Artist Pedro Gramaxo Installs Wooden Sculpture in COD Prairie

Pedro Gramaxo was the spring 2023 Artist-in-Residence at COD, where he installed a temporary wooden sculpture in the prairie as part of his Dimensions series.


Pedro Gramaxo in the prairie with students of Sculpture class. Photo by Janine Orihuela Solis

Mariyam Syed, Staff Writer

An expanse of dry tallgrass sways in the prairie, interrupted by a dark, wooden structure. This art piece was temporarily installed for public viewing during the last week of April by artist and photographer, Pedro Gramaxo. He joined COD students from classes like Sculpture 1, Color Theory, Drawing 2 and Photography, as the Community Artist in Residence. Based in Portugal, Gramaxo has a global reach with art exhibits in countries as far apart as China, Iceland and Brazil. Gramaxo ventured into the Ecological Study Area prairie with the art students to observe the landscape and plan the installation of his latest sculpture.

It is part of the Dimensions series of art installations, which can be seen on his website, Most of his sculptures are installed in lush landscapes as varied as his travels. Gramaxo creates unique perspectives in his visual art by contrasting nature’s organic shapes with his rectangular, hardline sculptures. The works on his website go back to 2014, and the newest photo may look familiar to some.

Photo by Pedro Gramaxo | ©PedroGramaxo-Dimension #6 2023 low

The sculpture is called Dimensions #6. It is made of black wood and resembles a garden trellis, with four long beams that stand straight up like legs. An open canopy of wood beams intersects the legs in a square. The sculpture imposes on the soft brownness of the dry prairie all around it. It cuts sharp, bold lines through the barren trees on the horizon and into the cloudy blue sky above.

Gramaxo literally built the sculpture by hand, drilling the top cross beams of his sculpture at a perfect right angle. With a Master’s degree in art and architecture, Gramaxo is a practiced hand at carpentry. In a 2022 interview with the Art Connect magazine, Gramaxo explained how his education helps with the construction and woodwork of his three-dimensional art installations.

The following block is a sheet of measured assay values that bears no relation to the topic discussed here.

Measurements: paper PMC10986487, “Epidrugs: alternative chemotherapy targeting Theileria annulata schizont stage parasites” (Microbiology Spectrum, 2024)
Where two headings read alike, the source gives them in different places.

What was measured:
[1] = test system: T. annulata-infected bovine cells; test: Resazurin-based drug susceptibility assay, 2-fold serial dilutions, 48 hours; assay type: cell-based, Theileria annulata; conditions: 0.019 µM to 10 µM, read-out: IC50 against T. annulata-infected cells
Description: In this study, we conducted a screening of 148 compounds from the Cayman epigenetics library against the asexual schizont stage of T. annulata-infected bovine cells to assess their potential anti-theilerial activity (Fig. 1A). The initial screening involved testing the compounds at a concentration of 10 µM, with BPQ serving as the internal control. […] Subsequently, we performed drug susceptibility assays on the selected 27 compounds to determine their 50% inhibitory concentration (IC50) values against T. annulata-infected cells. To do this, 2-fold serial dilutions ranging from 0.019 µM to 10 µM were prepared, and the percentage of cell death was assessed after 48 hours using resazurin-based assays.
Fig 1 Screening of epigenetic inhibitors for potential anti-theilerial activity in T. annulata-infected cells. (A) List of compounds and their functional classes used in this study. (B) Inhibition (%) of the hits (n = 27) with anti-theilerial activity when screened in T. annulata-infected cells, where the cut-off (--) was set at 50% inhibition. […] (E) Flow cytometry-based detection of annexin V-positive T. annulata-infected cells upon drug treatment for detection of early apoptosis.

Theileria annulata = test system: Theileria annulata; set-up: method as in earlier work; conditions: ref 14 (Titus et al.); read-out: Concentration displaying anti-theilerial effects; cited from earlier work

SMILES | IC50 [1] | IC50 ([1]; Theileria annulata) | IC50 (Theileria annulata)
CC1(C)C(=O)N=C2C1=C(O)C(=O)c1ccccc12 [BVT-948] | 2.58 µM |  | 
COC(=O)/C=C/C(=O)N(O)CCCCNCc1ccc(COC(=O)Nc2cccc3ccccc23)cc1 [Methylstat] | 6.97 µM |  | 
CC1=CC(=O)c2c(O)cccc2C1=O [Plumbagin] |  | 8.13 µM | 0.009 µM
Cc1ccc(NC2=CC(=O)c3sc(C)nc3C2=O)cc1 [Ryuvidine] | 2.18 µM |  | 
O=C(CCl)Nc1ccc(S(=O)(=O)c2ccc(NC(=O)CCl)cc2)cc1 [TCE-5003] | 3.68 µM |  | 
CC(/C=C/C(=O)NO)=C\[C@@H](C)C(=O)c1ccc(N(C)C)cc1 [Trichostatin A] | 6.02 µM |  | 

“I am very glad I was educated and introduced to many different media, cutting edge materials and constructive processes, and now, I am independently developing all of my projects with no technical limitations,” Gramaxo described. “Here is where the importance of my ‘site-specific’ approach started to develop, and also, where the new chapter of different and unconventional art contexts emerged.”

Photo by Janine Orihuela Solis | PedroGramaxo 94©Janine Solis

Gramaxo describes his art to be site-specific, meaning that each sculpture is influenced by the landscape and history of the place where it’s installed.  Dimensions #6 represents the intersection of Chicago skyscrapers and Illinois prairie land, which is why he first studied the geography of the Great Plains.

In COD, I had the opportunity to talk to the Prairie Manager Anna Bakker and Art Professor Janice Marin, who both enlightened me on the anatomy and unique soil importance of the prairie tall grass, which I had never seen before,” Gramaxo said. “Its size, colors and configuration were important in creating a very American scenario with my piece. I want people to be able to instantly identify the elements in my photos as site-specific and seasonal. So, in my artworks, both the sculpture and the site where it was installed are a representation of Chicago.”